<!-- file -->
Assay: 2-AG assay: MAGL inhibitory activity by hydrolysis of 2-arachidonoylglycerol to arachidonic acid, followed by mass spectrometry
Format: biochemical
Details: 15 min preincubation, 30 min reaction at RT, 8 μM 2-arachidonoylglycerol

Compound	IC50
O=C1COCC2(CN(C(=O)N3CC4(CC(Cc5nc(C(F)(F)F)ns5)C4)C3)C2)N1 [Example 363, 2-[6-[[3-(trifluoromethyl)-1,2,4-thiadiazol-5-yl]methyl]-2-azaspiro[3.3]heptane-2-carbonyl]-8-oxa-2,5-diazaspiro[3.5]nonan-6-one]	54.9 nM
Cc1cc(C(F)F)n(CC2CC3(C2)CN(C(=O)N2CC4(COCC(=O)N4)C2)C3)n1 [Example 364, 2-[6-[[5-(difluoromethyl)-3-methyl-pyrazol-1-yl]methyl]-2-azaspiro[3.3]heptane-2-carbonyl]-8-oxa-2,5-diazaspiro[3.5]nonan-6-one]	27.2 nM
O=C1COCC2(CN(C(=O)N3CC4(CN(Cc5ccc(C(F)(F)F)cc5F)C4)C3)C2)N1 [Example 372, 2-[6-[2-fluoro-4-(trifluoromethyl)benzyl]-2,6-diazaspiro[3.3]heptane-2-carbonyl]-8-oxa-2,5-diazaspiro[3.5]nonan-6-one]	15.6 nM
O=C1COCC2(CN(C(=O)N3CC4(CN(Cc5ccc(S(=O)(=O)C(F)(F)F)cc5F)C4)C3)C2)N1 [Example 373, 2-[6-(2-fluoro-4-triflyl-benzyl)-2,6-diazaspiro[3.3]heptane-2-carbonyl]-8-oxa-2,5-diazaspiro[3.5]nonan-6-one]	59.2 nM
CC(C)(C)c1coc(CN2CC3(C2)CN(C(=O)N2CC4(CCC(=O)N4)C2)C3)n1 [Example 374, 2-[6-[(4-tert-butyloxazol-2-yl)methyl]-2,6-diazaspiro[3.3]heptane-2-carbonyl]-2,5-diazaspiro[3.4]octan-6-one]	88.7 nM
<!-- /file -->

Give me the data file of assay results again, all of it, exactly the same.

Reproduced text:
Assay: 2-AG assay: MAGL inhibitory activity by hydrolysis of 2-arachidonoylglycerol to arachidonic acid, followed by mass spectrometry
Format: biochemical
Details: 15 min preincubation, 30 min reaction at RT, 8 μM 2-arachidonoylglycerol

Compound	IC50
O=C1COCC2(CN(C(=O)N3CC4(CC(Cc5nc(C(F)(F)F)ns5)C4)C3)C2)N1 [Example 363, 2-[6-[[3-(trifluoromethyl)-1,2,4-thiadiazol-5-yl]methyl]-2-azaspiro[3.3]heptane-2-carbonyl]-8-oxa-2,5-diazaspiro[3.5]nonan-6-one]	54.9 nM
Cc1cc(C(F)F)n(CC2CC3(C2)CN(C(=O)N2CC4(COCC(=O)N4)C2)C3)n1 [Example 364, 2-[6-[[5-(difluoromethyl)-3-methyl-pyrazol-1-yl]methyl]-2-azaspiro[3.3]heptane-2-carbonyl]-8-oxa-2,5-diazaspiro[3.5]nonan-6-one]	27.2 nM
O=C1COCC2(CN(C(=O)N3CC4(CN(Cc5ccc(C(F)(F)F)cc5F)C4)C3)C2)N1 [Example 372, 2-[6-[2-fluoro-4-(trifluoromethyl)benzyl]-2,6-diazaspiro[3.3]heptane-2-carbonyl]-8-oxa-2,5-diazaspiro[3.5]nonan-6-one]	15.6 nM
O=C1COCC2(CN(C(=O)N3CC4(CN(Cc5ccc(S(=O)(=O)C(F)(F)F)cc5F)C4)C3)C2)N1 [Example 373, 2-[6-(2-fluoro-4-triflyl-benzyl)-2,6-diazaspiro[3.3]heptane-2-carbonyl]-8-oxa-2,5-diazaspiro[3.5]nonan-6-one]	59.2 nM
CC(C)(C)c1coc(CN2CC3(C2)CN(C(=O)N2CC4(CCC(=O)N4)C2)C3)n1 [Example 374, 2-[6-[(4-tert-butyloxazol-2-yl)methyl]-2,6-diazaspiro[3.3]heptane-2-carbonyl]-2,5-diazaspiro[3.4]octan-6-one]	88.7 nM